the Active for Life Program Office
Tactics and Tools
Active for Life® E-Newsletter Update is produced
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the Active for Life® National Program Office
April 12th Webinar
- How to Keep Your Prevention Activities Going
Marcia G. Ory, PhD, MPH, Active for Life®
National Program Office director will be a featured speaker
at the April 12 You Can! webinar on the topic of
How to Keep Your Prevention Activities Going. You Can!
partners can sign-up for the final You Can! webinar
to take place April 12 from 3 - 4 pm (Eastern). Other speakers
include Susan Lachenmayr, MPH, CHES, of the New Jersey Department
of Health and Senior Services and Diane Joyce of the Southeast
Minnesota Area Agency on Aging. This is the eighth and final
in a series of webinars offered to You Can! partners. Please
RSVP to YouCan@BETAH.com and specify the date and time.
The first 50 callers to sign up for each webinar will be
registered and will receive dial-in information and instructions.
Generations Working to Prevent
The “Generations” initiative is an RWJF Synergy
pilot project administered through the Active for Life
program office. Four Active for Life grantees (Hamilton
County General Health District, working with Council on
Aging of Southwestern Ohio; FirstHealth of the Carolinas;
The OASIS Institute, San Antonio; and City of Berkeley Public
Health Division, a partner of San Mateo County Health Department)
have received funding to include intergenerational efforts
to prevent and/or reduce childhood obesity by changing policies
and environments. The NPO will host a planning meeting for
these four organizations on April 26-27. In addition, NPO
staff members Diane Dowdy, PhD, Kerrie Hora, and Lisa Groce
will attend the upcoming American College of Sports Medicine’s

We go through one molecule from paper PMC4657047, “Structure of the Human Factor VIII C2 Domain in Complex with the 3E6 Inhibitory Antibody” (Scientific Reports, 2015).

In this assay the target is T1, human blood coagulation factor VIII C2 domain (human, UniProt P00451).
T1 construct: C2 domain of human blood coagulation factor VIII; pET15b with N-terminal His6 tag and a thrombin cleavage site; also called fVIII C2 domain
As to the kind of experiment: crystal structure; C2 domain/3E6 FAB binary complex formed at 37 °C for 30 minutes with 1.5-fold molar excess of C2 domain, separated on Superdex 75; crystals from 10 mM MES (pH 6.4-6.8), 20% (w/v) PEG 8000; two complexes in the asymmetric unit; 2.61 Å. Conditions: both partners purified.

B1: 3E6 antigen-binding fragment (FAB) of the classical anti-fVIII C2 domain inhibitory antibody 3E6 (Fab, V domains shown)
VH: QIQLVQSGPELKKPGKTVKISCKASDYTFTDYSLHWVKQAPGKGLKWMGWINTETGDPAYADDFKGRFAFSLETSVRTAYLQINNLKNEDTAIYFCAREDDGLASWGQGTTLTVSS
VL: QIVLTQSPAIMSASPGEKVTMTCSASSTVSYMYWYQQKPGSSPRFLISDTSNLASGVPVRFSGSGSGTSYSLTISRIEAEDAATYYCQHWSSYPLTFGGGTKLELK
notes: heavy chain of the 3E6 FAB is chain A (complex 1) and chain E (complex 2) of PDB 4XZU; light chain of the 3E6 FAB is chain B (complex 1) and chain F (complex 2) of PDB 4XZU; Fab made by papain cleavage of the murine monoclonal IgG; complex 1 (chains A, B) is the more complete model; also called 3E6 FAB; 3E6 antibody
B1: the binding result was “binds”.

2006 Health and Fitness Summit & Exposition to build
additional relationships and identify resources to support
further synergy work.
on Physical Activity
AFL NPO staff will also be represented at the International
Congress on Physical Activity and Public Health, April 17-20
in Atlanta. AFL director Marcia Ory will participate in
a panel presentation that will address aging, environment,
and public health. To learn more see http://www.ncpad.org/events/index.php?id=189.
AFL NPO Members are Walkin’
As part of a state-wide initiative to promote physical activity,
members of the Active for Life NPO are involved
in the 8-week 2006 Walk Across Texas initiative. The program
was created by the Texas Cooperative Extension Agency to
encourage regular physical activity. The AFL Team expects
to surpass their 8 week goal of logging 830 miles. “It’s
fun, and it’s about setting an example of how you
can remain active for life,” notes AFL director Marcia
Ory, Ph.D. Dr. Ory points out that three of the eight-person
AFL team members are over the age of 50.
TV-Turnoff Week. April 24-30,
2006. For information and resources see http://www.tvturnoff.org.
International Congress on
Physical Activity and Public Health. April 17-20, 2006.
Atlanta, GA. The CDC Prevention's Physical Activity
and Health Branch, in partnership with the Association of
State and Territorial Chronic Disease Program Directors,
are sponsoring this congress. To learn more see http://www.ncpad.org/events/index.php?id=189.
American Occupational Therapy
Association Conference and Expo. April 27-30, 2006. Charlotte,
NC. For information, go to http://www.aota.org/.
Older American’s Month.
May 2006. The Administration on Aging sponsors
this annual celebration. See the AoA Web site for updates
National Bike Month. May
2006. The League of American Bicyclists is promoting
Bike-to-Work Week from May 15-19, 2006 and Bike-to-Work
Day on Friday, May 19, 2006. For more information, see http://www.bikemonth.com.
American Geriatrics Society
Annual Scientific Meeting. May 3-7, 2006. Chicago, IL.
The 2006 Annual Meeting will address the educational needs
of geriatrics professionals from all disciplines. To find
out more about the meeting, visit http://www.americangeriatrics.org/news/meeting/index.shtml.
CDC's Division of Diabetes Translation Annual Diabetes
Conference. May 16-19, 2006. Denver, CO. Sponsored
by CDC's Division of Diabetes Translation and CDC's Division
of Nutrition and Physical Activity, this conference will
address diabetes and obesity. For more information, see
National Employee Health
& Fitness Day. May 17, 2006. Presented by the
National Association for Health & Fitness. For more
information see http://www.physicalfitness.org/nehf.html.
N4A Annual Conference. Aug.
6-10, 2006. Chicago, IL. For information go to
NASU National Home and Community
Based Services Waiver Conference (in conjunction with the
Minnesota Aging and Disabilities Odyssey). Oct. 1-4, 2006.
Minneapolis, MN. For information go to http://www.nasua.org/waiverconference/.
Tactics and Tools
to Worksite to Reach Women with Health Messages
Outreach to midlife and older women through the
work place may be a missed opportunity for many programs
that assume most females older than age 55 are retired or